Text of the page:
- African drum and dance performance by Culture Moves 101 in Hemming Plaza at 7:00 p.m.

- Mongo’s Mania, where you can feast on the S'more Smorgasbord from 5:00 p.m. to 8:00 p.m., check out the sidewalk chalk drawings by Students Working Against Tobacco at 6:00 p.m., and hit the after party from 8:00 p.m. to 10:00 p.m.

The First Wednesday Art Walk runs from 5:00 p.m. to 8:00 p.m., and is free to the public. The art walk is a self-guided tour. Maps are available at Headquarters, 100 N. Laura Street, or at any art walk venue.

Don't miss the Art Walk After Party from 8:00 to 10:00 p.m. at Club Mongo’s in the Jacksonville Landing.

Umbrella Escorts provided by Downtown Ambassadors.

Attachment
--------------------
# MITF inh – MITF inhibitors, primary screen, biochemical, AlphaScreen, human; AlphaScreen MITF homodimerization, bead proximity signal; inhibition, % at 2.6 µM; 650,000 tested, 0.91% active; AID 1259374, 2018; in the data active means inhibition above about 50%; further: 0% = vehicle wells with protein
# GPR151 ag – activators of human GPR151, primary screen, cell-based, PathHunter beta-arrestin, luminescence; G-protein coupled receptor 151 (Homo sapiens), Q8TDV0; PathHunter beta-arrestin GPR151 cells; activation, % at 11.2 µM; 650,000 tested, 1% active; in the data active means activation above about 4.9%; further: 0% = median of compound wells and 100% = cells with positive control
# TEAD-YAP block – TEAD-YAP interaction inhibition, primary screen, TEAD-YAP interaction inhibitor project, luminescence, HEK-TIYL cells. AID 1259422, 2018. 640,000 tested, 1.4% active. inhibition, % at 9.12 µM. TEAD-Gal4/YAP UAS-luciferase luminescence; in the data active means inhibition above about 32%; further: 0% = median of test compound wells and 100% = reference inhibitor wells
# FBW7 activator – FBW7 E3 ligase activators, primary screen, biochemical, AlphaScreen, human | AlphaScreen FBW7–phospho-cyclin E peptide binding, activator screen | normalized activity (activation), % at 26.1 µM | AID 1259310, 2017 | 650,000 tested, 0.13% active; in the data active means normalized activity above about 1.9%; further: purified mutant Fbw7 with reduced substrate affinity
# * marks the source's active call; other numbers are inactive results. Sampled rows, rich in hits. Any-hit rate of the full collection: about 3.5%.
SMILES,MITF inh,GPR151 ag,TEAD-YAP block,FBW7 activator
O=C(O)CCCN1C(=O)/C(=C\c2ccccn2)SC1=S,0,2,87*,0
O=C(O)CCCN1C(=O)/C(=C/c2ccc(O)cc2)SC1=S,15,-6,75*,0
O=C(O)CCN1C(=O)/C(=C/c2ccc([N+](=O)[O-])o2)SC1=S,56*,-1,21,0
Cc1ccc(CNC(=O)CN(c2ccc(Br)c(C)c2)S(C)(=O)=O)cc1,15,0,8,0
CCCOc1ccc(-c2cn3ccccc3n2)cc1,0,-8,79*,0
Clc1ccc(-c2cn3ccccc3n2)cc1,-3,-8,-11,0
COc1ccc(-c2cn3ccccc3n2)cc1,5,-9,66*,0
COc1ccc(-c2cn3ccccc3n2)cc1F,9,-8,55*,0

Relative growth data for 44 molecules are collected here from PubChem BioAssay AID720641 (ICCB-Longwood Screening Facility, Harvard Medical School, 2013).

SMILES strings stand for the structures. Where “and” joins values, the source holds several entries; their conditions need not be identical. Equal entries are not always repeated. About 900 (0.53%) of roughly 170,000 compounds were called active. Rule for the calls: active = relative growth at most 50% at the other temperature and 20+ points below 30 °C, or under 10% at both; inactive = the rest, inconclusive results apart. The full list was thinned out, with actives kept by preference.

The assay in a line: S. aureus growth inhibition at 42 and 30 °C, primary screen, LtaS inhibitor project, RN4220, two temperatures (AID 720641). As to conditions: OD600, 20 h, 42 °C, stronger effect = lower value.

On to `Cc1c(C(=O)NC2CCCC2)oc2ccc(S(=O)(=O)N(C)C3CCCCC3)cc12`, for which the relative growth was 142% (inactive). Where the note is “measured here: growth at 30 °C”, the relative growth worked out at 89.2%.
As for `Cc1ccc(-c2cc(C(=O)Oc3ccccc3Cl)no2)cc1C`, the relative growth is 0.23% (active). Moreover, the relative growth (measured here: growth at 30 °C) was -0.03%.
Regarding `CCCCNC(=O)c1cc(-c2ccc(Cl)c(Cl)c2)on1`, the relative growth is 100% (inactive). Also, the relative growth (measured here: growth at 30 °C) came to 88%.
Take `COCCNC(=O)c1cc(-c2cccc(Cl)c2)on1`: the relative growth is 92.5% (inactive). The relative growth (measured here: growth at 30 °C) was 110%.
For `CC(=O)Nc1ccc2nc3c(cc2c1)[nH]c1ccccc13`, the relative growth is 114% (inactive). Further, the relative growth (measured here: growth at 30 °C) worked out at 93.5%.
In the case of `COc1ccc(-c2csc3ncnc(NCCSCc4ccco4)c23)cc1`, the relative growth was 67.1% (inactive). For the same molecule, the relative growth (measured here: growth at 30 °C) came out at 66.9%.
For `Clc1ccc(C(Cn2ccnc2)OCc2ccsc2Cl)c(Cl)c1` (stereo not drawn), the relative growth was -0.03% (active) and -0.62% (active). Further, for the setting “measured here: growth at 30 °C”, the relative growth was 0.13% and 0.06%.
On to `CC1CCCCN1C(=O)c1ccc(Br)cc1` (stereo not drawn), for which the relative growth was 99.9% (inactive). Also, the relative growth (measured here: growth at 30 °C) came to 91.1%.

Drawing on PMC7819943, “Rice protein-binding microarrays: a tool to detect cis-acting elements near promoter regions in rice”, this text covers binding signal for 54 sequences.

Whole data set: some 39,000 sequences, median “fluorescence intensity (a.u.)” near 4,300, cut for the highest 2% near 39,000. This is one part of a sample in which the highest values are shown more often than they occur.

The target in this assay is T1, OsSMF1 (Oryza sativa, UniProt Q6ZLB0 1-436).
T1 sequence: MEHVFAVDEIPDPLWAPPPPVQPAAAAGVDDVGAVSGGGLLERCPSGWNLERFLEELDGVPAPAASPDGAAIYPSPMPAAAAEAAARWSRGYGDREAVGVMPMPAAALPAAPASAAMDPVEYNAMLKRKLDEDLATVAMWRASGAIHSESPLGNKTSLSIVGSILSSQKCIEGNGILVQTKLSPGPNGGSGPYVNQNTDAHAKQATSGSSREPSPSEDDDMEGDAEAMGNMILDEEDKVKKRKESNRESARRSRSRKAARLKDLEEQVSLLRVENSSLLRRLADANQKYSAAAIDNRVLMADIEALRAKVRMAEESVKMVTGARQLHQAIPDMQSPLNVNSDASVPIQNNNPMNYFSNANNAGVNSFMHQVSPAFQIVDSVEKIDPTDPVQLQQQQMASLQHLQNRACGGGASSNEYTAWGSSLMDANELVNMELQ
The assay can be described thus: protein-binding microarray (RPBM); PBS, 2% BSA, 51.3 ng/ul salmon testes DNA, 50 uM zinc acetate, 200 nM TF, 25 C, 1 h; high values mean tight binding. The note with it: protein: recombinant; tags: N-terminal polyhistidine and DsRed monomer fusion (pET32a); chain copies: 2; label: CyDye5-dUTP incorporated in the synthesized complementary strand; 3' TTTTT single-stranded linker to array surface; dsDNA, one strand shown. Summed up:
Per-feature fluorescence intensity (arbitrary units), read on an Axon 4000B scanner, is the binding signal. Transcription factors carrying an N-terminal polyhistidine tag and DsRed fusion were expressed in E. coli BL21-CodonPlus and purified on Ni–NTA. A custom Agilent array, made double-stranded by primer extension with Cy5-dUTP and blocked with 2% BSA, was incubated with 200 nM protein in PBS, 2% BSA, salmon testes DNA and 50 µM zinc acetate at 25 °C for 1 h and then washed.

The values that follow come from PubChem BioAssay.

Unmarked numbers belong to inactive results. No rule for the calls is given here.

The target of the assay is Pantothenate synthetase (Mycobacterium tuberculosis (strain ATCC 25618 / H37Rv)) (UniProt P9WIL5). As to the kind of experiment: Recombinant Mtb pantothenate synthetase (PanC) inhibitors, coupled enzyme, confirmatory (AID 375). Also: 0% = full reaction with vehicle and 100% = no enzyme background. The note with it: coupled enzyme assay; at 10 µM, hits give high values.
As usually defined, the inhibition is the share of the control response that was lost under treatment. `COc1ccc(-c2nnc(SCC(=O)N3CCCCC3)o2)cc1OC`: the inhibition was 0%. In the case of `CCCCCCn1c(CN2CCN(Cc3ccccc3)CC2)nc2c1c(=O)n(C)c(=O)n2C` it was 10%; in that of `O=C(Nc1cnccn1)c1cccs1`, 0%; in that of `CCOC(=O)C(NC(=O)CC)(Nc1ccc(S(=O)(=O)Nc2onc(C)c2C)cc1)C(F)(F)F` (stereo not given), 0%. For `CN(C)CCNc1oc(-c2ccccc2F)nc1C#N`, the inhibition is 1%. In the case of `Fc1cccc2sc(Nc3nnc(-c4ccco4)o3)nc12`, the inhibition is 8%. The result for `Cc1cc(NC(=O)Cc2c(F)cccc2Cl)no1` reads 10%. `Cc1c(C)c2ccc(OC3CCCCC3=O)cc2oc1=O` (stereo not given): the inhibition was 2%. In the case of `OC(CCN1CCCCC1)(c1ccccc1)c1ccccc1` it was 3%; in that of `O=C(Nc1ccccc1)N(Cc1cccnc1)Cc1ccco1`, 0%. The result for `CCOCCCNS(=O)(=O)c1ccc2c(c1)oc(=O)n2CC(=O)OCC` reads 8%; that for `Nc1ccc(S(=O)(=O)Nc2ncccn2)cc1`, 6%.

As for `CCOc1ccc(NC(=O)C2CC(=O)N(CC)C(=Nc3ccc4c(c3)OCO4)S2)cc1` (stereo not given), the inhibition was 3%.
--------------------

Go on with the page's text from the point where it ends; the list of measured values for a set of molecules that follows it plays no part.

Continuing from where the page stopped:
Trolley schedules available at Headquarters.

Jacksonville Bank — curated by Stellars Gallery, hospitality provided by Lifestyles Realtors, music and DJ by PC Synergy.

Community Art Bazaar — Student work presented by the San Marco Arts Festival, Community Artists showcase their work.
Gallery L (Modis Bldg) — featuring pieces by students at the University of North Florida.
JMOMA—The Wednesday Underground Cinema Series presents “Vodka Lemon” at 7:00 p.m., also featuring the blues guitar of Chris Wilson and complimentary 5-minute massage by Stress Solutions.
Karpeles — Overstreet Ducasse (trolley stop).
Push 2 Gallery
Ritz Theatre and LaVilla Museum — Through Our Eyes (trolley stop).

Cultural and Educational Venues
Florida Theatre — art by Duval County Schools presented by CSX.
Hemming Plaza Unity Drum Circle, also featuring African drum and dance by Culture Moves 101

Downtown Businesses
BellSouth Tower — multiple artists (2 levels), live music.
Cultural Council of Greater Jacksonville: presenting information on ongoing cultural events in Northeast Florida.